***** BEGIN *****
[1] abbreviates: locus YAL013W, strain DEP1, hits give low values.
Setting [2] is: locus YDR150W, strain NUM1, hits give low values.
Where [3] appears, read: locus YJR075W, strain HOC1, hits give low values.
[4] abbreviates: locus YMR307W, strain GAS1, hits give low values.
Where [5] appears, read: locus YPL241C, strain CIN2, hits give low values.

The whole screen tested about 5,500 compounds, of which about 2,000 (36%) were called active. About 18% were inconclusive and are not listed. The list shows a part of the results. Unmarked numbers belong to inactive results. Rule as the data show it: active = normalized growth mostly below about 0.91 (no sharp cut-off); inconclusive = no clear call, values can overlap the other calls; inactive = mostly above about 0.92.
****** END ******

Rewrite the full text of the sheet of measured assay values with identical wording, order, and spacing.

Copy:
[1] abbreviates: locus YAL013W, strain DEP1, hits give low values.
Setting [2] is: locus YDR150W, strain NUM1, hits give low values.
Where [3] appears, read: locus YJR075W, strain HOC1, hits give low values.
[4] abbreviates: locus YMR307W, strain GAS1, hits give low values.
Where [5] appears, read: locus YPL241C, strain CIN2, hits give low values.

The whole screen tested about 5,500 compounds, of which about 2,000 (36%) were called active. About 18% were inconclusive and are not listed. The list shows a part of the results. Unmarked numbers belong to inactive results. Rule as the data show it: active = normalized growth mostly below about 0.91 (no sharp cut-off); inconclusive = no clear call, values can overlap the other calls; inactive = mostly above about 0.92.